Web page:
Friday, August 28, 2020

When “Not being wiped out by a hurricane” is the highlight of your year, you know it’s been a rough year. (Now go knock on wood because we still have a couple months of hurricane season left.)

Texas Judicial Council update

Legislative committees are still not holding interim hearings, but the Criminal Justice Committee of the Texas Judicial Council met via Zoom this week for the first time since February (so it can be done). That committee has been tasked by the chief justice with making legislative recommendations to the full council about bail and pretrial release; grand jury and petit jury processes; juvenile Class C misdemeanors; and admonitions about a defendant’s ineligibility to possess a firearm or ammunition. Although the committee has not yet voted on any of the proposals given them by the chief justice, you may be interested in some of their discussions, which we will break down in more detail here (in reverse order):

Firearms admonitions
The committee was presented with proposed text for written and oral admonitions for certain defendants who may become ineligible to possess a firearm or ammunition due to a criminal action. Initial drafts referenced the ban on possessing ammunition that is illegal under federal, but not state, law; assuming those details get ironed out by the wordsmiths, look for that admonition to be required by rule before the end of the year after the full Judicial Council approves it. Note, however, that the effective date of the rule, the type of cases to which this new admonition rule might apply, and the remedy for any failure by a court to properly admonish someone under that rule, are still unclear, so some of you will have to litigate those issues if judges make mistakes.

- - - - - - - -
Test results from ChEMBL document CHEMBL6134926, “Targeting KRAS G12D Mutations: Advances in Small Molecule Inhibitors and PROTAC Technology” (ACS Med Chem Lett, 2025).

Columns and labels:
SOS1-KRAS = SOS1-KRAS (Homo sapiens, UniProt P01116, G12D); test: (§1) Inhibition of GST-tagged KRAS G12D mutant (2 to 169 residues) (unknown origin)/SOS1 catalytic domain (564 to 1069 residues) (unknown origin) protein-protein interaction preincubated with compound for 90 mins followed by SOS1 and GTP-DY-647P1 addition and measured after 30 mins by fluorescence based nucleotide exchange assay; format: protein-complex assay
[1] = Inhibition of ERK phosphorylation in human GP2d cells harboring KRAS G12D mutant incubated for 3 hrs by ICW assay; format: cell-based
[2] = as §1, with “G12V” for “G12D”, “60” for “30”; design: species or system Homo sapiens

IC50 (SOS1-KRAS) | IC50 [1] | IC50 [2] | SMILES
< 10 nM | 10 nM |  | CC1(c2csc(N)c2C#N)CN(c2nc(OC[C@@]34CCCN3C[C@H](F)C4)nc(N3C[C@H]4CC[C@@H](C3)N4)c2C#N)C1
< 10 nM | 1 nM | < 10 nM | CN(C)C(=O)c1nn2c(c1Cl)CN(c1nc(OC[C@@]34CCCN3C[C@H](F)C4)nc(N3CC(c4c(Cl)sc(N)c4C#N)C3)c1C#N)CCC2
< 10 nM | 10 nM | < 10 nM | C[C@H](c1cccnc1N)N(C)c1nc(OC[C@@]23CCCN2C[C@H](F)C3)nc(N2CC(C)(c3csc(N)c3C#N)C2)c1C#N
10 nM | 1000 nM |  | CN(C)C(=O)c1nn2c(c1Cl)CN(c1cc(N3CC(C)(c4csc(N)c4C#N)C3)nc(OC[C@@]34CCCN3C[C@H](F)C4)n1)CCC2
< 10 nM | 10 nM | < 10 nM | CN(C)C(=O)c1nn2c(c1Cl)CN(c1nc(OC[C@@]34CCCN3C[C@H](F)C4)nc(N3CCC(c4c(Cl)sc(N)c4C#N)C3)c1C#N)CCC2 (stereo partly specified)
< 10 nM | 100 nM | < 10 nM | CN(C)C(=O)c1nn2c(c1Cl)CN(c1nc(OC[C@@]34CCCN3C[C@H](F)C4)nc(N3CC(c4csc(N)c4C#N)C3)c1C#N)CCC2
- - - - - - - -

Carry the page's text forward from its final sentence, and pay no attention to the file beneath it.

Class C misdemeanors and juveniles
The committee appears ready to recommend support for a new version of House Bill 4606 by White (R-Hillister), which would direct thousands of youthful Class C misdemeanor offenders away from justice and municipal courts and into local diversion programs. That bill passed the House last session but was never considered by the Senate.

Grand jury and trial jury processes
Despite the broad nature of this charge from the chief justice and input at a previous meeting from both TDCAA and TCDLA on a variety of grand jury-related issues, the committee continues to consider only the “grand jury reform” provisions contained in Senate Bill 1492 by Whitmire (D-Houston), the same bill opposed by so many prosecutors last session. (And the session before that, and the one before that, and … well, you get the idea. This has been going on for decades.) Those proposals include allowing defense lawyers in the grand jury, recording all testimony before a grand jury, a bar on re-presentment of certain cases, and a prosecutorial duty to find and present exculpatory evidence to a grand jury.